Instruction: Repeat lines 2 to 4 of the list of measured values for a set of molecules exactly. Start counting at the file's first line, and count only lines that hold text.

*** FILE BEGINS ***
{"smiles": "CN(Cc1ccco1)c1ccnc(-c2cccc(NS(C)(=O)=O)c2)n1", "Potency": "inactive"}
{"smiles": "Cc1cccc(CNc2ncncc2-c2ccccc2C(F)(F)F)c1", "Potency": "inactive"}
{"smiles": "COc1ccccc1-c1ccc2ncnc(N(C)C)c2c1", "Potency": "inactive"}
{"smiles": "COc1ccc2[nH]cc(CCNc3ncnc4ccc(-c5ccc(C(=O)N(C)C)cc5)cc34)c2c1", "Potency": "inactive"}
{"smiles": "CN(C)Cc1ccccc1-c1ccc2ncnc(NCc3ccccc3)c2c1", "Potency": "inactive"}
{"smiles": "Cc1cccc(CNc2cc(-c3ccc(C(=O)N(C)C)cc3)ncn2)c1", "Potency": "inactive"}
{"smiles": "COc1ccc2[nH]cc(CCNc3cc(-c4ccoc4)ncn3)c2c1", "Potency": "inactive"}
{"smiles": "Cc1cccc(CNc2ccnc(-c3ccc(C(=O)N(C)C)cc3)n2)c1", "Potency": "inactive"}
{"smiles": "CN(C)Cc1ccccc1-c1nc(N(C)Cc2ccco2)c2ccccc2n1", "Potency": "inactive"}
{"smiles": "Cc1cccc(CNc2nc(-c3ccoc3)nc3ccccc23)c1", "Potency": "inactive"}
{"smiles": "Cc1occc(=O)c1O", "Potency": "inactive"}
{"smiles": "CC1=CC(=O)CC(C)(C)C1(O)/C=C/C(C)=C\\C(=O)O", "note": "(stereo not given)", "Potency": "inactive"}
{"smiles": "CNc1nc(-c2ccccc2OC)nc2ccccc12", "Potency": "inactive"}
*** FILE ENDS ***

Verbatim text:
{"smiles": "Cc1cccc(CNc2ncncc2-c2ccccc2C(F)(F)F)c1", "Potency": "inactive"}
{"smiles": "COc1ccccc1-c1ccc2ncnc(N(C)C)c2c1", "Potency": "inactive"}
{"smiles": "COc1ccc2[nH]cc(CCNc3ncnc4ccc(-c5ccc(C(=O)N(C)C)cc5)cc34)c2c1", "Potency": "inactive"}